“Your boss maybe your father…that’s it. It’s simply about the family, the family complexity and family issues and the business issues that merge into one.”
“We have a very strong network of business schools where family business centres are already established, like Esade, Bocconi, Vienna University of Economics and Business. We have a space here, not only within the university but also within the economy. The aim of the Family Business Centre is to get together academia, the companies, and of course, the governmental institutions to increase the competitiveness of family businesses.”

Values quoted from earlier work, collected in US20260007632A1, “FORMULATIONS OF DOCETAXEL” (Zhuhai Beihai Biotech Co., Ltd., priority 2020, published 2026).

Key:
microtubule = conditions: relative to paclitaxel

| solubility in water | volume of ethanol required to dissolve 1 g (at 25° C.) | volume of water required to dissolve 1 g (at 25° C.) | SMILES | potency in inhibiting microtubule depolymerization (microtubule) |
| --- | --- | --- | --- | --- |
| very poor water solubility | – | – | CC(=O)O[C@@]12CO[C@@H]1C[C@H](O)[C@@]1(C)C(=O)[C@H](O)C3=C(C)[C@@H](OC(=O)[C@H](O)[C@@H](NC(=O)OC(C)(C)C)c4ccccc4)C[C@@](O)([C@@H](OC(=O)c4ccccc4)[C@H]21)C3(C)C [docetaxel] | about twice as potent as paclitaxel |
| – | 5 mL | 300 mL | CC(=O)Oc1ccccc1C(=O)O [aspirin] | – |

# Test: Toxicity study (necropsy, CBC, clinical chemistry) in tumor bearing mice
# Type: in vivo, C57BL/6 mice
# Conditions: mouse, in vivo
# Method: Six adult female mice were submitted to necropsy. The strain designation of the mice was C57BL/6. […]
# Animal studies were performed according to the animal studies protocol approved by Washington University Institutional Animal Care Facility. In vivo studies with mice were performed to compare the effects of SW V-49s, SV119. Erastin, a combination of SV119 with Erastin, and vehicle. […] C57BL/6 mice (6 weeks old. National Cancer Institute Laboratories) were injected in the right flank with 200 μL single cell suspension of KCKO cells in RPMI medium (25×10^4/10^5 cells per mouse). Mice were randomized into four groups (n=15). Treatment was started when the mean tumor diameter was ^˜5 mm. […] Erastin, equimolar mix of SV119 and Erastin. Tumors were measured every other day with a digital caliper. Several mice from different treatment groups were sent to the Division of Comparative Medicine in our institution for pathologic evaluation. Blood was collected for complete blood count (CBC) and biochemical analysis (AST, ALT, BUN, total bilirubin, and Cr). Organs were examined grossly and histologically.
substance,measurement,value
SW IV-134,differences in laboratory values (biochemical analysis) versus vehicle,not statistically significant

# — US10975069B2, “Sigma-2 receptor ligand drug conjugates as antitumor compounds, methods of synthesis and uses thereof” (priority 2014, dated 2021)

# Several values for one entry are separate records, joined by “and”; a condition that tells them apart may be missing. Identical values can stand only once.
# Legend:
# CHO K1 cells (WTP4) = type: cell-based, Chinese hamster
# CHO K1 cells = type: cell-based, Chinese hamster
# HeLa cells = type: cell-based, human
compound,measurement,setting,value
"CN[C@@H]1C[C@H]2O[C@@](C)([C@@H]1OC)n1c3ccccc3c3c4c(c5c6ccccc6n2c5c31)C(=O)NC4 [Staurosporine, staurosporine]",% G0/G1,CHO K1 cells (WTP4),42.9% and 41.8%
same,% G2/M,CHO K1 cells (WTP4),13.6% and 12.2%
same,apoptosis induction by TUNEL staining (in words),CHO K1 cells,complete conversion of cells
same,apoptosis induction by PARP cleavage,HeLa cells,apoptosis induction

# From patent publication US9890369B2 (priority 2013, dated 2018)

Family businesses are generally reckoned to have a lot going for them. They are reckoned to be highly flexible and able to react fast to a changing environment thanks largely to their uncomplicated decision making structure. They often build strong relationships with their customers and are deeply rooted in the communities where they belong. That means they are likely to be a permanent part of the business landscape for a long time to come and not temporary feature taking the tax breaks and then disappearing somewhere else. They also have the advantage of often being economically counter cyclical, doing slightly worse in the really good times but weathering the bad times a lot better than the bigger companies. But there are downsides as well. It’s often not a case of not taking the work back home with you, because for family firms the co-workers and work accompanies them almost all the time.